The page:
The real reason why miracles such as this are rejected with scorn, or passed by with indifference, is not their antecedent improbability nor the inadequacy of their evidence; it is that they imply and render sensible the position and power of the blessed Mother of God. The Protestant cannot endure that glad and graceful vision of the Mother of Divine Grace — radios evibrans misericordiae — as Catholic piety delights to image her. It is an offence to him. It is something so intolerable to him, that, in his antipathy, he forgets all canons of moral reasoning; his conceptions and definitions become confused, and he allows this consoling vision to neutralize the positive evidence, that the Church which discloses it is alone of God.
And yet waiving in thought what we can never forget in fact, that clear voice of the Church which is the Catholic’s warrant of faith, why should it be thought a thing so violently incredible that the Mother of God should occupy the position, and exercise the powers, ascribed to her by the Church? Surely there can be no natural and necessary improbability in that which East and West combine to affirm. Except in the fancies of a modern and very small section of the nominally Christian world, there has never been any consciousness of an incompatibility between our assigned office and the Gospel. Her glories and prerogatives, as Mother of Christians and a special channel of grace, have not shocked the wisest and the holiest sons of the Church.
Nor can those who rightly ascribe so tremendous an influence to Eve over the destinies of our race, rightfully shrink from the range of power attributed by the Church to the advocate and counterpart of Eve. It cannot, surely, be a gratuitous fancy to see in the effects of the unbelief and disobedience of the mother of all living, in the order of nature, a hint and a measure, though not a limit, of the efficacy of the faith and obedience of the mother of all living, in the order of grace.
But let us observe here, that the miraculous element in the conversion narrated in this volume is simply the apparition of the blessed Mother of God, and not her intercessory power. The Catholic regards that power as a supernatural fact, a law of the spiritual kingdom, one of the powers of the world to come. He needs no miracle to teach him that. No number or splendor of miracles could increase his faith in that. They would be but verifications to sense of what he knows already, absolutely and infallibly, by the teaching of the Church; what he sees already, by the deep intuition of faith. Such a miracle as this might excite his faith, but could not be its ground or warrant. He sees the office and the prerogatives of the Blessed Virgin involved in the fact of the Incarnation. Mary, of whom was born Jesus — he needs no more. Mary, Mother of God; Mary, bequeathed to us as our mother from the Cross: the Divine Maternity includes and implies all. Her glories and her mighty powers are only its natural consequences, and its fitting adornment.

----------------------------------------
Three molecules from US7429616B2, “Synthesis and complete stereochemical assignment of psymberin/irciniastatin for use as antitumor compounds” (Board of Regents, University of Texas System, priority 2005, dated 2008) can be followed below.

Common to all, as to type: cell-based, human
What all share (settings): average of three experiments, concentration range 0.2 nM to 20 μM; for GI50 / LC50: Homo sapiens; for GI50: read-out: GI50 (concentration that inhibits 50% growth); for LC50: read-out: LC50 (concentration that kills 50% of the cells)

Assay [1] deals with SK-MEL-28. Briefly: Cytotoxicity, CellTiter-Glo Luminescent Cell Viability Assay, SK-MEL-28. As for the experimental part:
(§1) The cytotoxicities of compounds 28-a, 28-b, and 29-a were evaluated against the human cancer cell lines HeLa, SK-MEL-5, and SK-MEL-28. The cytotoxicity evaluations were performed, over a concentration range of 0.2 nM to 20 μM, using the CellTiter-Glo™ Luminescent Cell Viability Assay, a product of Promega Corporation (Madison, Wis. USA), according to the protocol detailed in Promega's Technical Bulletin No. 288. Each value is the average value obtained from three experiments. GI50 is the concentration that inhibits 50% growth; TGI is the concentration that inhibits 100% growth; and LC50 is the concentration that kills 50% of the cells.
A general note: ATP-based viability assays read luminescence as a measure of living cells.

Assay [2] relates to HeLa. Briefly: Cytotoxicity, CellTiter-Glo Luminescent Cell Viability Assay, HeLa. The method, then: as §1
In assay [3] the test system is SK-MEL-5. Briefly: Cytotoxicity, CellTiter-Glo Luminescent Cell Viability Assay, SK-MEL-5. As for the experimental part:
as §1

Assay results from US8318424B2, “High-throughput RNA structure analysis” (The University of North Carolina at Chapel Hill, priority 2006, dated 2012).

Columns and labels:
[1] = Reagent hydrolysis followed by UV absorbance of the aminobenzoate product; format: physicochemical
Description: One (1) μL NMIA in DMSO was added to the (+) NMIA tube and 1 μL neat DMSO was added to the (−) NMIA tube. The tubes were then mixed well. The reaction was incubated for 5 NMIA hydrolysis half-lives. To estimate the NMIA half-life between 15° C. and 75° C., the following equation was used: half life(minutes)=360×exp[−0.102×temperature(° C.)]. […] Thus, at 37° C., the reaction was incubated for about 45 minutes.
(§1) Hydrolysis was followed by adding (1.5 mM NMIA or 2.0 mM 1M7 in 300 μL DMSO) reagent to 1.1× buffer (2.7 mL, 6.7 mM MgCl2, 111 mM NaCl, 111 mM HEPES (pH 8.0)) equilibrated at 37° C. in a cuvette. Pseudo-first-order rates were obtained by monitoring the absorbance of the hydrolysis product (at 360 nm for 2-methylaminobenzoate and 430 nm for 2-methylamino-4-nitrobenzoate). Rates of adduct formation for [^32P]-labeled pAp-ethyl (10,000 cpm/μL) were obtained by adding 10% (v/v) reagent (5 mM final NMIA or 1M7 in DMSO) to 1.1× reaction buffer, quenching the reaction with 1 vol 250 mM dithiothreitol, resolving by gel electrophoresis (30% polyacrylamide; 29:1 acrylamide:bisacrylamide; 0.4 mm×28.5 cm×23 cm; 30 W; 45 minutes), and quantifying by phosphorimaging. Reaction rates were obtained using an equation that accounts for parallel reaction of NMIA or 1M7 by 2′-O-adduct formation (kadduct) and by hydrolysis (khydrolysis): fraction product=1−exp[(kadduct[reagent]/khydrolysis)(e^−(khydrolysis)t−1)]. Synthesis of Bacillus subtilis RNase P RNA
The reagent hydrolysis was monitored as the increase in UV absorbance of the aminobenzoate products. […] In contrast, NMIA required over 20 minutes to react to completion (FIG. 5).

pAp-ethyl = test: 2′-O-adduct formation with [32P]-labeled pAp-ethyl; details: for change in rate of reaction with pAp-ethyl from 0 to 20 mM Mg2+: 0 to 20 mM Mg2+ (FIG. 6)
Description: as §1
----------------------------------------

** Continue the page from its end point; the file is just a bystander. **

Is he reminded of the absence of express command to seek her intercession? He feels that he has the command of that same Spirit by whose inspiration Scripture was written. For the Church can ever say, it hath thus seemed good to the Holy Ghost and to us. He would remind the objector, that the relation in which the Mother of God stands to us being known, the duty of religious regard to her, on Bishop Butler’s principles, arises out of that relation itself, and is an obligation of reason, binding as soon as that relation is known. It is our duty as well as our privilege to seek the intercession of those who have power with God; and he would call on the objector to produce some prohibition of so natural an exercise of that privilege. And, indeed, Catholics feel that this objection does strike at intercessory prayer in general. There, we know, an intercession, vast and mighty, which rests upon and carries out, if we may so speak, the great mediation of the Word made flesh; and that mediation is a legitimate object of desire, and consequently of petition, to every Christian man. It is for the objector to produce a command in limitation of this our right, in the covenant of grace.
But then, to invoke the Blessed Mother, to imagine that she can hear our cry and turn on us her pitying eyes – it is this which is deemed so absurd as to need no refutation. As if the charge of absurdity did not recoil on those who, with gross conceptions, impose on the world unseen the laws of space and time and the like, which rule this world that is seen; who dare to limit the range of the perceptions of the blessed by the laws of man’s bodily senses, senses which are but the spirit’s points of contact with the material world. Surely, it is both shallow and unscientific to reason from the senses of this body of our lowness, to the powers and perceptions of the saints who reign with Christ. Be it so, that we know not precisely how the Saints hear our invocation. It is enough, to turn the force of this objection drawn from our ignorance, to say that we can conceive many ways in which they may know the desires of our hearts. It is quite enough for the Catholic to say: what if:
A sea before
The throne is spread; its pure still glass
Pictures all earth-scenes as they pass.
We, on its shore,
Share, in the bosom of our rest,
God’s knowledge, and are blest.